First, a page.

A pair of new job listings on Apple’s website confirm that the company is seeking two engineers to overhaul the existing 30-pin dock connector currently employed by its iOS devices. The listings strengthen rumors Apple will introduce a new dock connector with its sixth-generation iPhone later this year, that will be significantly smaller than its predecessor.
Rumors that the Cupertino company would overhaul the existing connector have been circulating for some time, and it is widely believed that the new iPhone — which is expected to make its debut this October — will be the first of its devices to employ the new design.
Strengthening those claims are two new job listings on Apple’s website for a “Connector Design Engineer” and a “Product Design Eng — Connector” who will be tasked with the “adaptation of existing connectors or complete new designs.”
The Connector Design Engineer will be responsible for managing multiple connector designs and developments in support of the iPod product lines. Cross-functional development and consulting will be a major part of your daily work. As a Lead Engineer you be responsible for identifying appropriate connection technology requirements for new products and follow through with selection and development of suitable interconnect products. This will often involve adaptation of existing connectors or complete new designs. Interfacing with connector suppliers to direct and implement the necessary design changes or creation of completely new designs will also be a major part of your daily work.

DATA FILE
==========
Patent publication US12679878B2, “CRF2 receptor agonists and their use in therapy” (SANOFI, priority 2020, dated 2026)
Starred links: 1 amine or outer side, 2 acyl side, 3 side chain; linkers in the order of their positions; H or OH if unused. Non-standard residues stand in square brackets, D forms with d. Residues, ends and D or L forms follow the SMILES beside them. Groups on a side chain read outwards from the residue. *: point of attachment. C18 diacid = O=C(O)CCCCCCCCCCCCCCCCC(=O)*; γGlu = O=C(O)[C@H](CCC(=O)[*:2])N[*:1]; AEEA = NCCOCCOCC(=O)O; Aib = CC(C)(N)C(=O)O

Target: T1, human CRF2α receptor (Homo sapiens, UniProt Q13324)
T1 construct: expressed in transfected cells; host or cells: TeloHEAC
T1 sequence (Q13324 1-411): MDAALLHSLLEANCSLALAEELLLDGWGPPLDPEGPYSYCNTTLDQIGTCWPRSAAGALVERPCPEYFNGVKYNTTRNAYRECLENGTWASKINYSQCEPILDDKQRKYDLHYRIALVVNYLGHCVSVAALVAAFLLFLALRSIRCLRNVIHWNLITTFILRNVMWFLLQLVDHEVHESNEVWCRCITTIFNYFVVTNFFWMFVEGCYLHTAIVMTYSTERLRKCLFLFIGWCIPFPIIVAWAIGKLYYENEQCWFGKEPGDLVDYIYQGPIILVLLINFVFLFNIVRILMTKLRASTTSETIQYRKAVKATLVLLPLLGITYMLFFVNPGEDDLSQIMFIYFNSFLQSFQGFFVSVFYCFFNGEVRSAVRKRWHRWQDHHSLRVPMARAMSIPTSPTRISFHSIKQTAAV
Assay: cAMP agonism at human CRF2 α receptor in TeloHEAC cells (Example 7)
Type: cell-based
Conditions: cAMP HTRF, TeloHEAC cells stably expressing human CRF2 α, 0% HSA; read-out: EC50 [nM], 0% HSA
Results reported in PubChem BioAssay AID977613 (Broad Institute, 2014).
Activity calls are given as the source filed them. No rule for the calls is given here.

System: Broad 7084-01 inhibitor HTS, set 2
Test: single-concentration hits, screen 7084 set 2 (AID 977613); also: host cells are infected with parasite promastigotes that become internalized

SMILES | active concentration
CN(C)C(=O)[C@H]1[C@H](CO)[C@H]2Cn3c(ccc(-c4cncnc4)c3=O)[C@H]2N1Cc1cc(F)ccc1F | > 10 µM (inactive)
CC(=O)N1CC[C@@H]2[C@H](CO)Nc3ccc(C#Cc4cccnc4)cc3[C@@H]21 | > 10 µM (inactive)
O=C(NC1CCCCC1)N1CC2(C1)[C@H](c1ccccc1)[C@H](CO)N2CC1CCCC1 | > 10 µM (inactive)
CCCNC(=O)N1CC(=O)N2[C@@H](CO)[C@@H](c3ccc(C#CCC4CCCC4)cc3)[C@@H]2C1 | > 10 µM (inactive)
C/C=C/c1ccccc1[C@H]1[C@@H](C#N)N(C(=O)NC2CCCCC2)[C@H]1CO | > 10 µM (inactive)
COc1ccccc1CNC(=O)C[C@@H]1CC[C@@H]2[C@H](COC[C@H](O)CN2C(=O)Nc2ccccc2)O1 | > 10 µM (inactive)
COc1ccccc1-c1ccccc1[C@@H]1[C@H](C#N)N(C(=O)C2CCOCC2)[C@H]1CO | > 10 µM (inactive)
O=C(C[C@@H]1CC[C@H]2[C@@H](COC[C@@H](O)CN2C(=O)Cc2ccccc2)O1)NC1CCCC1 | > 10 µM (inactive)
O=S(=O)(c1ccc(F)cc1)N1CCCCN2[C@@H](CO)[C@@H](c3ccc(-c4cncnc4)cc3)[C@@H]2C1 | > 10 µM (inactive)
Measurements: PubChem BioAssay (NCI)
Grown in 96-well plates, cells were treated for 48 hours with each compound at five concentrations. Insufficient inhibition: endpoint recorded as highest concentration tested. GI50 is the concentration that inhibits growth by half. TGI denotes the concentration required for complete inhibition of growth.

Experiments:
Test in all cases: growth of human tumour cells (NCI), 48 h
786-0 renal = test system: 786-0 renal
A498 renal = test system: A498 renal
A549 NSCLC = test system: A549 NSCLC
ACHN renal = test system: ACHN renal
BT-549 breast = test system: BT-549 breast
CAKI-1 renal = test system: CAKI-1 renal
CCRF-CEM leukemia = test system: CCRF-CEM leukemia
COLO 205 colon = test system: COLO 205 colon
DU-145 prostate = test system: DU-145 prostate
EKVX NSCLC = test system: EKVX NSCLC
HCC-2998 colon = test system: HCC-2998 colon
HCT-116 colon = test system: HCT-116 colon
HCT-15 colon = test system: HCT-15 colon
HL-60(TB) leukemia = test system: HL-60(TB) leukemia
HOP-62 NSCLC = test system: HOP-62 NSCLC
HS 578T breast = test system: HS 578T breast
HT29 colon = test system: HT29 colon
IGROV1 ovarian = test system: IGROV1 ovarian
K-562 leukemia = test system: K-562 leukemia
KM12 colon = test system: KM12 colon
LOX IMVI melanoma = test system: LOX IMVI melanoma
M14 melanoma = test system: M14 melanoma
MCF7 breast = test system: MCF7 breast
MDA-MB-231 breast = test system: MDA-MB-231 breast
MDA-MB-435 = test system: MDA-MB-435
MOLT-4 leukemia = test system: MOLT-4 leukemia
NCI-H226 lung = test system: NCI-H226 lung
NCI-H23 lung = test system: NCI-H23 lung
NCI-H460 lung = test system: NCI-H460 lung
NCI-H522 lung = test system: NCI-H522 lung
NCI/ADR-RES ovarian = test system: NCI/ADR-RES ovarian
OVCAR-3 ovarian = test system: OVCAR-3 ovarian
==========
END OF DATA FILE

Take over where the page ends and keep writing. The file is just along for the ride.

While Apple’s iPods and iOS devices have changed significantly over the years, their dock connector has remained the same. It’s big and clunky when compared to rival solutions like the micro-USB port, and this is becoming an issue as Apple looks to make its devices smaller and thinner.
Although it may not seem like such a bulky design, the 30-pin connector does take up a lot of room in smaller devices, like the iPhone and the iPod, which could be put to better use.
Of course, the change would mean that our existing cables and docks would not be compatible with future devices, and that’s probably why Apple has stuck with the current connector for so long. But the benefits of a smaller connector and therefore smaller and thinner devices are likely to outweigh those drawbacks.